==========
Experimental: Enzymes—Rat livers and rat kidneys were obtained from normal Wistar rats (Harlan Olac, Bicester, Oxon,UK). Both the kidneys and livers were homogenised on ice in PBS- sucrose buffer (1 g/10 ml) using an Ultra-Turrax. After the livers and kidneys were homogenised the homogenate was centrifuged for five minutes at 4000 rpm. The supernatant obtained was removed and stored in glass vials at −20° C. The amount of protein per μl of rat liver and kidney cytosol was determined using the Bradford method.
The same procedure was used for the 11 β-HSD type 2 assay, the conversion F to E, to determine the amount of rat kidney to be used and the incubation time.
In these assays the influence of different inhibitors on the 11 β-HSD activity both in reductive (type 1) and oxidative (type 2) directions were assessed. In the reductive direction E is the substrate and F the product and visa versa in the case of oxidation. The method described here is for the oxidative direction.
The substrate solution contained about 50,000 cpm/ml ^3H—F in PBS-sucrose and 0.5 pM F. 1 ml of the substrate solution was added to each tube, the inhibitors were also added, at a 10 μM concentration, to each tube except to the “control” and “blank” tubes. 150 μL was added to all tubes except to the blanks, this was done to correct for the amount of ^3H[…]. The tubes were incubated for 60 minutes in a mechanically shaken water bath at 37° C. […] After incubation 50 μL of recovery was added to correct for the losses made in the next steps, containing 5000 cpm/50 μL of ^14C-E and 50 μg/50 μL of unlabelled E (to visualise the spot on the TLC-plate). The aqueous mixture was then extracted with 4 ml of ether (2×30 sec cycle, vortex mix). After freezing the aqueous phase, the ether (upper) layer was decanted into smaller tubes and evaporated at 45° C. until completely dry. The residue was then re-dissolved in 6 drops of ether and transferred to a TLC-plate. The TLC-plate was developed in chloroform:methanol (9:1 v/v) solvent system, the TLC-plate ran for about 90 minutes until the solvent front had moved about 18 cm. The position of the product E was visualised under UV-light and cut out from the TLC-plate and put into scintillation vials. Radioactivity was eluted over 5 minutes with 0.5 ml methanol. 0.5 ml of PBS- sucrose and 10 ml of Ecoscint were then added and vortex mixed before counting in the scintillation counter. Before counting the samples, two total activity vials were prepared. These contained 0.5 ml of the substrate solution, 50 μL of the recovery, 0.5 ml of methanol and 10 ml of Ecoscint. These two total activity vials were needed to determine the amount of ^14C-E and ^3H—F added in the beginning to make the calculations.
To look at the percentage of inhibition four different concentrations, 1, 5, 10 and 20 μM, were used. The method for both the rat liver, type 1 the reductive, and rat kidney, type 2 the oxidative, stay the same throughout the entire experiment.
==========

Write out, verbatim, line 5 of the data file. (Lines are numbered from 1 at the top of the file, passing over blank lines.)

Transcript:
To look at the percentage of inhibition four different concentrations, 1, 5, 10 and 20 μM, were used. The method for both the rat liver, type 1 the reductive, and rat kidney, type 2 the oxidative, stay the same throughout the entire experiment.